A growing number of big-name designers are hoping to woo Muslim women with specially designed collections.
Think the Muslim market isnâ€™t interested in fashion? Check the numbers: Globally, Muslims spent $266 billion on clothing and footwear in 2013. Thatâ€™s more than the total fashion spending of Japan and Italy combined, according to a recent report from Thomson Reuters. The report also notes that that figure is expected to balloon to $484 billion by 2019.
And yet industry watchers say the market for Muslim womenâ€™s fashion is still relatively untappedâ€”though perhaps not for long.
Several mainstream designers have started producing clothes and collections especially for Muslim women. Itâ€™s a trend that recognizes Islamâ€™s rapid growthâ€”Pew Research predicts that the number of Muslims in the world will equal that of Christians by 2050â€”along with its constituentsâ€™ impressive spending power.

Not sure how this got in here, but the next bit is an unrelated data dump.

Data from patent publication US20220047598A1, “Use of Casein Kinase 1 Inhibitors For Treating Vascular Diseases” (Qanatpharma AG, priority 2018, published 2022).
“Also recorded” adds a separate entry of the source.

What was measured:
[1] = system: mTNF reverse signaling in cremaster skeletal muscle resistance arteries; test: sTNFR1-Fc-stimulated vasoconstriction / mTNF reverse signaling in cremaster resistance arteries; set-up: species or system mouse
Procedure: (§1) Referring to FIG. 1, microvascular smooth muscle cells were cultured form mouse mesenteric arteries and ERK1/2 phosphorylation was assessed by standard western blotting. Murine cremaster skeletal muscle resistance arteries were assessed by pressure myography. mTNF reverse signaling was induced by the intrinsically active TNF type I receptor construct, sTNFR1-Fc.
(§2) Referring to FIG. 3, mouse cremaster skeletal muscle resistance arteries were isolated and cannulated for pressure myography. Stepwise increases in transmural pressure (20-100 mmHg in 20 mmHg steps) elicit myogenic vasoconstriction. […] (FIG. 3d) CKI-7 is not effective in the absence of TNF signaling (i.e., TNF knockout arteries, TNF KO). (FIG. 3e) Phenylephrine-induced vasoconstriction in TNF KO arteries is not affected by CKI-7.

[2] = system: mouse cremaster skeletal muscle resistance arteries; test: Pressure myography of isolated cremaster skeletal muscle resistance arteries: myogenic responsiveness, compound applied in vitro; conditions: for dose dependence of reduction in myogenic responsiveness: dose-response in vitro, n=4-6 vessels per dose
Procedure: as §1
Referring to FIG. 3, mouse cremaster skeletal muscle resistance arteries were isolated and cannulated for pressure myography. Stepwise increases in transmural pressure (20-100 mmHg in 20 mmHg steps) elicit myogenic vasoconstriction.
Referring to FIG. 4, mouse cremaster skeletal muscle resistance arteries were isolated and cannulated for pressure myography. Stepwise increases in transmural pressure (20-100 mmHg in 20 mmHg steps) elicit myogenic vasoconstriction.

Uniqlo is one retailer thatâ€™s going in that direction. The Japanese clothing company launched a new Hana Tajima LifeWear collection on July 3, available in certain Singapore stores and online. Tajima, a Muslim fashion blogger, created loose blouses, skirts and dresses for the new collection, along with more traditional kebaya and hijab.
But Uniqlo describes Hana Tajima as â€œa special modest-wear collection,â€ with no mention of Muslims or Ramadan. Lewis thinks thatâ€™s because Muslim-focused fashions can serve other cultures as well, as part of an emerging â€œmodesty movement.â€
The other question is whether these Muslim-oriented collections will reach Western stores. DKNY, Tommy Hilfiger and Oscar de la Renta offered their capsules exclusively in the Middle East. Mango and Zaraâ€™s are available online, but only through the Middle Eastern versions of their websites.
â€œWhatâ€™s the point of having these Ramadan collections from these huge brands and huge designers if theyâ€™re only being made available to people overseas who are already well aware of Ramadan and inclusive of it?â€ Al-Khatahtbeh says. â€œReally, itâ€™s here in the U.S. or other Western countries where that kind of visibility would go a long way.â€
â€œI donâ€™t think theyâ€™re recognizing the potential of our demographic here,â€ she adds. â€œHonestly, thatâ€™s a huge loss for them because weâ€™re a virtually untouched market right now.â€